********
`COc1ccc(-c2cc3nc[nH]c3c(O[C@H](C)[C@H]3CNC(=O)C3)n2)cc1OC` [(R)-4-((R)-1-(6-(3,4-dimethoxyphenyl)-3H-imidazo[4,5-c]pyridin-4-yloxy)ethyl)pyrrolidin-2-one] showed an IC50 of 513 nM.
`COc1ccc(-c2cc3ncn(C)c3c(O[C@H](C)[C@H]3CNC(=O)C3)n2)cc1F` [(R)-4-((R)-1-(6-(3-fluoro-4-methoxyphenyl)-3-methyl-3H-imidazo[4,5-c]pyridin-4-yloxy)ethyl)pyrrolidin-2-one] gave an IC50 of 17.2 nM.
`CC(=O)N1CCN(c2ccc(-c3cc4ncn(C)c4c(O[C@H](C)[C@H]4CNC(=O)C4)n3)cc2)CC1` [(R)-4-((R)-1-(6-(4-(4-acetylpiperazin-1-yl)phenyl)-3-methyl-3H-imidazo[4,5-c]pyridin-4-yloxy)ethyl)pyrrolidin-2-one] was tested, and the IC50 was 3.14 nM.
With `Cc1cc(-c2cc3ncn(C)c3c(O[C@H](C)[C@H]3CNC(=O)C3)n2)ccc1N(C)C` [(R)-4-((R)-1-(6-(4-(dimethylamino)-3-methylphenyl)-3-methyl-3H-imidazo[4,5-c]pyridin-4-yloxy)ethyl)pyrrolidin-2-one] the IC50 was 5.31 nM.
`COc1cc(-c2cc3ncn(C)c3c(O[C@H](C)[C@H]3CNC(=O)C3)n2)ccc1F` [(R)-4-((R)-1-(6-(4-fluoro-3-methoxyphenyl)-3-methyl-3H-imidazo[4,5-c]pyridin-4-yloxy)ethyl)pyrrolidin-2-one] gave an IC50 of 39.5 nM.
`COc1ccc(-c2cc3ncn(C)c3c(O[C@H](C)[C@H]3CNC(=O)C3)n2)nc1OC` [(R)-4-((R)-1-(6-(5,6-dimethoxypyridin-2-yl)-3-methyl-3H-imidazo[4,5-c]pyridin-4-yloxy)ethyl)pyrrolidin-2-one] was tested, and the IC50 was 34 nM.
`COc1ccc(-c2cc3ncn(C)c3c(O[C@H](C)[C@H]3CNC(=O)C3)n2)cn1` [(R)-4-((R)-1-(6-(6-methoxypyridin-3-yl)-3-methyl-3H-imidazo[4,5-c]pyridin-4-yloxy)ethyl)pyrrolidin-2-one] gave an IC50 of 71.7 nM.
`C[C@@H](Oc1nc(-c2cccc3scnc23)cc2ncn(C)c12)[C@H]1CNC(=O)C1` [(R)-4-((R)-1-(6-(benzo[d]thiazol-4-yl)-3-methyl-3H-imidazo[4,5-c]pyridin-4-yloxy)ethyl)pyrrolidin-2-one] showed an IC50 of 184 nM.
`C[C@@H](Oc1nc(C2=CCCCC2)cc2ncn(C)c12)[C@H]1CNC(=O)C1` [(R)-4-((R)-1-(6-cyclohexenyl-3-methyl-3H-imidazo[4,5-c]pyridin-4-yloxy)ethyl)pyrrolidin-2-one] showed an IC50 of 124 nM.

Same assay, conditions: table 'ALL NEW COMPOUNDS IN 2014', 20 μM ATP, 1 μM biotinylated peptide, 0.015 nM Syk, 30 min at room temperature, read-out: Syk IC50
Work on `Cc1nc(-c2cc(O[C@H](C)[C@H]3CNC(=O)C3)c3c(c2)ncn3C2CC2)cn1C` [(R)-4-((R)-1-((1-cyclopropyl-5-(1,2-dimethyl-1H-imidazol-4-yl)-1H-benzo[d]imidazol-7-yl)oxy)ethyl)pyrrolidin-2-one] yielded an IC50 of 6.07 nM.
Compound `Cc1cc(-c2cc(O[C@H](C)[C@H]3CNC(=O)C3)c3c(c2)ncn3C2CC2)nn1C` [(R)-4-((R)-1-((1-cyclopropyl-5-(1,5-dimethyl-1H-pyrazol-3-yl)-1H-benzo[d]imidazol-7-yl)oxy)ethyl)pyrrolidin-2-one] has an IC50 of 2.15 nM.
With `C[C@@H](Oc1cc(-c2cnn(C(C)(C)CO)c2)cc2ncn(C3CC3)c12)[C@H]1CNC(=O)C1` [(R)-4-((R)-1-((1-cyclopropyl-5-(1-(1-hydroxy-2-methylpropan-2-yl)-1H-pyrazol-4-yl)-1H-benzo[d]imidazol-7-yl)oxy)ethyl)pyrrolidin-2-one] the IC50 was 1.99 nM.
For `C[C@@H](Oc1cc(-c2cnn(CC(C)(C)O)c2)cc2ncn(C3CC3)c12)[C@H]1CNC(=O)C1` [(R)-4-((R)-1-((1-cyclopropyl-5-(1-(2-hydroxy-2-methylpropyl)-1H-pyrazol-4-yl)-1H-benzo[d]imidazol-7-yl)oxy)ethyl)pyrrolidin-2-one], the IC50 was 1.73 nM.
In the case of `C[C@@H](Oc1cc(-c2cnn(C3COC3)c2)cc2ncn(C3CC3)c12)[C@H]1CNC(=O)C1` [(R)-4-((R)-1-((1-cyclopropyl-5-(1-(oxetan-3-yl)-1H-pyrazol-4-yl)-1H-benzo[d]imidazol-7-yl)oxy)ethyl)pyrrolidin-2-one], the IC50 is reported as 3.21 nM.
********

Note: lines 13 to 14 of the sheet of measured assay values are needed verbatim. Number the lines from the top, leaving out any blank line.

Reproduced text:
With `C[C@@H](Oc1cc(-c2cnn(C(C)(C)CO)c2)cc2ncn(C3CC3)c12)[C@H]1CNC(=O)C1` [(R)-4-((R)-1-((1-cyclopropyl-5-(1-(1-hydroxy-2-methylpropan-2-yl)-1H-pyrazol-4-yl)-1H-benzo[d]imidazol-7-yl)oxy)ethyl)pyrrolidin-2-one] the IC50 was 1.99 nM.
For `C[C@@H](Oc1cc(-c2cnn(CC(C)(C)O)c2)cc2ncn(C3CC3)c12)[C@H]1CNC(=O)C1` [(R)-4-((R)-1-((1-cyclopropyl-5-(1-(2-hydroxy-2-methylpropyl)-1H-pyrazol-4-yl)-1H-benzo[d]imidazol-7-yl)oxy)ethyl)pyrrolidin-2-one], the IC50 was 1.73 nM.